I read very few youth novels, but bought STEPPING SOLO as background for an interview with the author. As this story won the Maskew Miller Longman 2011 award for youth novels, I expected an unrelentingly dark and serious novel.
STEPPING SOLO is gritty and realistic. As we share four days in the life of 18-year-old Ketso Chilwane, we gain a depressing snapshot of the problems facing the youth of South Africa: AIDS, poverty, child abuse, violence and the lure of alcohol and drugs.
If that sounds grim, it is…and yet STEPPING SOLO is essentially a story of hope. Bauling's refusal to skim over the bleakness of the future facing many young people is tempered by the encouraging example of teenagers who, despite seemingly overwhelming problems, grow in confidence and courage with which they can, perhaps, build a better life for themselves.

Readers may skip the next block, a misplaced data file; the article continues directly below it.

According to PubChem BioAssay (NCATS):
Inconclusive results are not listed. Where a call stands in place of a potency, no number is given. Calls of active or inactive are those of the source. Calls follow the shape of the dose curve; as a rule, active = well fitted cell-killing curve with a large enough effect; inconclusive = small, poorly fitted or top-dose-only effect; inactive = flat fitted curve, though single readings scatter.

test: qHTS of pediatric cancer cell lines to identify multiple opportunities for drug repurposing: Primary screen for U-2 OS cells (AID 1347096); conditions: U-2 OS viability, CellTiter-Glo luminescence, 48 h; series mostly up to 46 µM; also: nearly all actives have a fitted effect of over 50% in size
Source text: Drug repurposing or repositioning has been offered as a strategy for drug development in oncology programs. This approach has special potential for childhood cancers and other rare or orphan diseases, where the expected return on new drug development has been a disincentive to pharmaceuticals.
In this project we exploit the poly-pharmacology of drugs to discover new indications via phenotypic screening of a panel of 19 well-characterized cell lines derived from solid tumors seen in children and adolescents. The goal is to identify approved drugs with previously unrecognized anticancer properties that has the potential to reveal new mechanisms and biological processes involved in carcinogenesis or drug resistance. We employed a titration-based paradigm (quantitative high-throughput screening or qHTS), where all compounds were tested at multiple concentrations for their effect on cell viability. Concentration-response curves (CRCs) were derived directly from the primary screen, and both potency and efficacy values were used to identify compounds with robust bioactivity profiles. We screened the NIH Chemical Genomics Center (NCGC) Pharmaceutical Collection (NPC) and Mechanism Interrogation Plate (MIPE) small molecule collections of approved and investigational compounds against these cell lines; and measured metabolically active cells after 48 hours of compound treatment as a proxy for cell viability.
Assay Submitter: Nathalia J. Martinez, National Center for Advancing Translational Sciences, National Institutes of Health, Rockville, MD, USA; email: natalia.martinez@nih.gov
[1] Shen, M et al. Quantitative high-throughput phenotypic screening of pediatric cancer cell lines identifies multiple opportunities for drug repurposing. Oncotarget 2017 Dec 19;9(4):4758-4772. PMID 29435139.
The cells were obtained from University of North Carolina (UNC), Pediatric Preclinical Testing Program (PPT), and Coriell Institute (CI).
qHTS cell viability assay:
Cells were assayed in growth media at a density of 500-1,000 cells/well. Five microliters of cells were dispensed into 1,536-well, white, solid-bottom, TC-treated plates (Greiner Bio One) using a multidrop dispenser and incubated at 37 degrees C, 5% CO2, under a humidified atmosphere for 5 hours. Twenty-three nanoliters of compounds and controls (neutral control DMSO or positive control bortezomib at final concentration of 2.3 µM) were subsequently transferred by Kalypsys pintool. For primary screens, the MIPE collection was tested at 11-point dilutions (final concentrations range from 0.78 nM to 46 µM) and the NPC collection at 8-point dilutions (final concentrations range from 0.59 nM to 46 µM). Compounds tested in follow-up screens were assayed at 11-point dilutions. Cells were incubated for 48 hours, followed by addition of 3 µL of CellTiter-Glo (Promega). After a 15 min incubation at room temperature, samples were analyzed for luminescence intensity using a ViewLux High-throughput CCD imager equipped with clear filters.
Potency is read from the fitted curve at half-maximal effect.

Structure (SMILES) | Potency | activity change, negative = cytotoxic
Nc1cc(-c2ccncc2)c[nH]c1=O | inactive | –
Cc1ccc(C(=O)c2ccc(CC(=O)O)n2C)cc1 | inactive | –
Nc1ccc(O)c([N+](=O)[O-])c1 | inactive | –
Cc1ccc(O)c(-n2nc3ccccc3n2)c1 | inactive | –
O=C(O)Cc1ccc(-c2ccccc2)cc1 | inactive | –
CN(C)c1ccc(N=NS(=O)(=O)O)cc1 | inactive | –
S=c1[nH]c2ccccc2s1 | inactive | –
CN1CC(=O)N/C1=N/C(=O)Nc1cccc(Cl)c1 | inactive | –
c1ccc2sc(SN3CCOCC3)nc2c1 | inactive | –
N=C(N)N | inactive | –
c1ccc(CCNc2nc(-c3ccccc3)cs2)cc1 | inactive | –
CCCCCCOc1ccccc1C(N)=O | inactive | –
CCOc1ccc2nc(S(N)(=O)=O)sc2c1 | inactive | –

Very well-written, for the story remains firmly in young Ketso's voice, the text also contains an excellent section at the end which enhances the reading experience for young readers by means of questions, summaries and a glossary.